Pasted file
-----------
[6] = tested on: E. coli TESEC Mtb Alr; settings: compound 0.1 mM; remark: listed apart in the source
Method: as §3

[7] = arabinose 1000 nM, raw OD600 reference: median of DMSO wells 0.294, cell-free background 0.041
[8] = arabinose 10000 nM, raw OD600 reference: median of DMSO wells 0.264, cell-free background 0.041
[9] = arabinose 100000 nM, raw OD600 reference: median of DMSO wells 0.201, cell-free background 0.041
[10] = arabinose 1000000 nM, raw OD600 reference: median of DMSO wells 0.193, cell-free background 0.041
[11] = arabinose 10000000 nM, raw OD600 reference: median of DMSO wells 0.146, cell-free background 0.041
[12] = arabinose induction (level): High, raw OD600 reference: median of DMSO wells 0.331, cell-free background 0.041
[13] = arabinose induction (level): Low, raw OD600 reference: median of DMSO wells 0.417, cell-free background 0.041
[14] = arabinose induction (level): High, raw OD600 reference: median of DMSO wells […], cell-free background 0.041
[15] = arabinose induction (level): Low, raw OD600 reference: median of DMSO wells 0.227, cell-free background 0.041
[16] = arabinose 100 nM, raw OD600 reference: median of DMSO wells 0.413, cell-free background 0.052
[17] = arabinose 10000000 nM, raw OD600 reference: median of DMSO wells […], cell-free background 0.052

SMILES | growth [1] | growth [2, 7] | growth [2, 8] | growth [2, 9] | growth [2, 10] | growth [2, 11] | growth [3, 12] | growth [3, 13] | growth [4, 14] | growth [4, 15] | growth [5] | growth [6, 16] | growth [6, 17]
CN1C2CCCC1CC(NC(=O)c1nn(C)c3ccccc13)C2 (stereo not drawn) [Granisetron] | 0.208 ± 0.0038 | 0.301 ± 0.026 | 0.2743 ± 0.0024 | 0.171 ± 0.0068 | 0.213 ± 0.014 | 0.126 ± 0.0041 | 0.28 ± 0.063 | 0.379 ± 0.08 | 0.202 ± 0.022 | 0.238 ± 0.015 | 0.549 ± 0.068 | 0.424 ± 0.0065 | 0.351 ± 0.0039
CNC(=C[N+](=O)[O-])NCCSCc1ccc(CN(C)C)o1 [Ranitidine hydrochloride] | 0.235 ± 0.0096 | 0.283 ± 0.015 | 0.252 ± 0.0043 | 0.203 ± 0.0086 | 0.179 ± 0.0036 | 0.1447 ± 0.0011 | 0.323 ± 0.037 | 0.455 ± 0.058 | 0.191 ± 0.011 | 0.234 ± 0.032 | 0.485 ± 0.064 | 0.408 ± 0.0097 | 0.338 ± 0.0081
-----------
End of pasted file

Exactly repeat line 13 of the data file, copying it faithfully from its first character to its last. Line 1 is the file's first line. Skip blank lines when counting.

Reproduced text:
[17] = arabinose 10000000 nM, raw OD600 reference: median of DMSO wells […], cell-free background 0.052